Opinion

States Should Team Up With The Private Sector On Infrastructure

By Paul H. Tice

While partisan relations are still frosty, there is some optimism that common political ground can be found in this important policy area.

President Trump won the White House in 2016 by breaking through a formidable blue wall in the U.S. Electoral College. He is going to have to repeat that same feat if his administration hopes to make any progress addressing the country’s pressing infrastructure needs.

After a false start last summer, President Trump’s long-awaited infrastructure plan is the next focus item on his economic agenda. As highlighted in his State of the Union address last week, the headline number has now jumped to $1.5 trillion, although the funding details remain sketchy.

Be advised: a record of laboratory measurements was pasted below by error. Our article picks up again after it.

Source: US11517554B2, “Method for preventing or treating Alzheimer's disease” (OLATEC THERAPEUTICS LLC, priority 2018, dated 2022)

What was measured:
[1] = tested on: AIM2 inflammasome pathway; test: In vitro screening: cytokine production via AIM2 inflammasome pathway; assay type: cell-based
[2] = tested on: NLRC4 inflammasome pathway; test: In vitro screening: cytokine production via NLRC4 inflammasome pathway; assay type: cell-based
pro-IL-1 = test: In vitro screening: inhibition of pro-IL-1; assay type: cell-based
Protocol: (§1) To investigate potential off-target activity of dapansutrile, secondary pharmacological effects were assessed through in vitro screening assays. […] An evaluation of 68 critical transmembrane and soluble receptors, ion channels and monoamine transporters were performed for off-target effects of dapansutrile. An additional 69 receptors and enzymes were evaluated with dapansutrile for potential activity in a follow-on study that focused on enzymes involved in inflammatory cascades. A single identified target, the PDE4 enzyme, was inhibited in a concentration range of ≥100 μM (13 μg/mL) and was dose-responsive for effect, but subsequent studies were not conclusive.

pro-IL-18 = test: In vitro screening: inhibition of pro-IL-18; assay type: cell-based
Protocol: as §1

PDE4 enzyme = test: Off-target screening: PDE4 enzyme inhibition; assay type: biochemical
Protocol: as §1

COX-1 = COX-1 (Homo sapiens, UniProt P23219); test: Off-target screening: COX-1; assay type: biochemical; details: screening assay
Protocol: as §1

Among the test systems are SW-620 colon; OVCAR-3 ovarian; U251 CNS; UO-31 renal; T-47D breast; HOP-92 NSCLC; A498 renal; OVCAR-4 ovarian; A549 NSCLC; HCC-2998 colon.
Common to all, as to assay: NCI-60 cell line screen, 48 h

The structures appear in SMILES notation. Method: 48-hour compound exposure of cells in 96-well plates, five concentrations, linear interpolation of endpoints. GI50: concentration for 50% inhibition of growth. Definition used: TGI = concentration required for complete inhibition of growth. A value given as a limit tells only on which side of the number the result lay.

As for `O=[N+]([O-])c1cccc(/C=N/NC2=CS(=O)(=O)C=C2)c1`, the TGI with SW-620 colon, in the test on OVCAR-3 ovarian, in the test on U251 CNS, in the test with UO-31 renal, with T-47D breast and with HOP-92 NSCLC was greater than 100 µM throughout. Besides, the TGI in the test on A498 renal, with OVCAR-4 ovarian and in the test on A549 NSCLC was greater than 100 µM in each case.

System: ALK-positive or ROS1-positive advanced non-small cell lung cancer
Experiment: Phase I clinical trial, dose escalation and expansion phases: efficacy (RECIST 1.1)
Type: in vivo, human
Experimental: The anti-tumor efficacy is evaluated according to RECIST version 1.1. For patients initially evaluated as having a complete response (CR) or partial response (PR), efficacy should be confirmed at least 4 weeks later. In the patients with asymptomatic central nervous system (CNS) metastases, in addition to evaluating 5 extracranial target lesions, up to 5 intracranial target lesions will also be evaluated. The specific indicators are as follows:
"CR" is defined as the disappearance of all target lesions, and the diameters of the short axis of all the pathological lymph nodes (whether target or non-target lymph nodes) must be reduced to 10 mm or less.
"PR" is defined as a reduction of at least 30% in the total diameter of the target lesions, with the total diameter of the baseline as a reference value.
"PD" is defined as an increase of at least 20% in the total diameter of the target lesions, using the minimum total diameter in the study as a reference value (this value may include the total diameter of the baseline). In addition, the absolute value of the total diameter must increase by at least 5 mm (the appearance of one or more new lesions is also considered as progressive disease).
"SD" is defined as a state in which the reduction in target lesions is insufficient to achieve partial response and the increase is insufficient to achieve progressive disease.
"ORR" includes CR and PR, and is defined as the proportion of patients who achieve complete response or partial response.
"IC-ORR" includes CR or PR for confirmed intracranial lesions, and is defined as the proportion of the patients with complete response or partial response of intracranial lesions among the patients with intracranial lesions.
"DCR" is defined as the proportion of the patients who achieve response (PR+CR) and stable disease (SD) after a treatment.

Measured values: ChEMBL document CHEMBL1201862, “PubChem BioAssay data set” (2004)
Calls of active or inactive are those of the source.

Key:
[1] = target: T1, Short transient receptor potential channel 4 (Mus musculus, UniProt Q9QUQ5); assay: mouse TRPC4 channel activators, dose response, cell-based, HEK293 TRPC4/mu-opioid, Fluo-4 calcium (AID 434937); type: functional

While partisan relations are still frosty, there is some optimism that common political ground can be found in this important policy area.  However, infrastructure has a Rashomon effect on U.S. politicians, with one side of the aisle seeing government spending and the other looking for private sector investment whenever the topic is raised.

Read the full article as published by The Hill. 
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Paul Tice is an Executive in Residence at NYU Stern.